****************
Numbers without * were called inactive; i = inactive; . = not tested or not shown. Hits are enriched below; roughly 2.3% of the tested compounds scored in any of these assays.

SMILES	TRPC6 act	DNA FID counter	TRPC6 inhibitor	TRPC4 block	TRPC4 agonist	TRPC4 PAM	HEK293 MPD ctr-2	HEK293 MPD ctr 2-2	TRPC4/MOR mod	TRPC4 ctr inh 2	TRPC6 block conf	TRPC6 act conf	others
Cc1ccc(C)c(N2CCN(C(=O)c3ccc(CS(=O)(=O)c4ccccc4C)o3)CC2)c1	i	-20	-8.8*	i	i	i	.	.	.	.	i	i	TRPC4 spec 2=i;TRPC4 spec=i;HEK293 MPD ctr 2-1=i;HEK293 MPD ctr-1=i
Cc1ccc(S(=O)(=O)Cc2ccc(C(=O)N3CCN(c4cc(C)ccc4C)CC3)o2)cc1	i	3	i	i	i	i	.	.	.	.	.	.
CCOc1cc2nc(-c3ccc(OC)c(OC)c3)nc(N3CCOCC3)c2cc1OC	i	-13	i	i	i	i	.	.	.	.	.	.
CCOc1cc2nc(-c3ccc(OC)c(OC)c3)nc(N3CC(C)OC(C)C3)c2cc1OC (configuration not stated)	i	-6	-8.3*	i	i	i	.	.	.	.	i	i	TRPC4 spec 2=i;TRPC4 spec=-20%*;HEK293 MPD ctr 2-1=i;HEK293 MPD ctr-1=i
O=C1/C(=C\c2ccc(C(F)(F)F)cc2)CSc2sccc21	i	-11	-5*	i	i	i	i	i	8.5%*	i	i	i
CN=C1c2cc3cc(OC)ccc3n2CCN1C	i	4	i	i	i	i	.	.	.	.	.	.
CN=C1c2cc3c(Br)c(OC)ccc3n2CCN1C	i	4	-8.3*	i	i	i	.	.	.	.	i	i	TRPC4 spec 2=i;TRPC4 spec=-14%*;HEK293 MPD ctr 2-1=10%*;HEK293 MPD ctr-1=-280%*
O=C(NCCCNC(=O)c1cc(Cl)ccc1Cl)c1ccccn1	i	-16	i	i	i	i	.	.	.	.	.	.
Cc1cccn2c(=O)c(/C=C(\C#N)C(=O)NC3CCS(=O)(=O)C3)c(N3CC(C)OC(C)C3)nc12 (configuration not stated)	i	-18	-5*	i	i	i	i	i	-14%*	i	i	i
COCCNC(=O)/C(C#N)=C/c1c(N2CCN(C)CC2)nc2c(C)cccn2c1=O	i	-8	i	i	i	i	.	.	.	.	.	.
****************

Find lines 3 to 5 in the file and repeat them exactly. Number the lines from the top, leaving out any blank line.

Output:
Cc1ccc(C)c(N2CCN(C(=O)c3ccc(CS(=O)(=O)c4ccccc4C)o3)CC2)c1	i	-20	-8.8*	i	i	i	.	.	.	.	i	i	TRPC4 spec 2=i;TRPC4 spec=i;HEK293 MPD ctr 2-1=i;HEK293 MPD ctr-1=i
Cc1ccc(S(=O)(=O)Cc2ccc(C(=O)N3CCN(c4cc(C)ccc4C)CC3)o2)cc1	i	3	i	i	i	i	.	.	.	.	.	.
CCOc1cc2nc(-c3ccc(OC)c(OC)c3)nc(N3CCOCC3)c2cc1OC	i	-13	i	i	i	i	.	.	.	.	.	.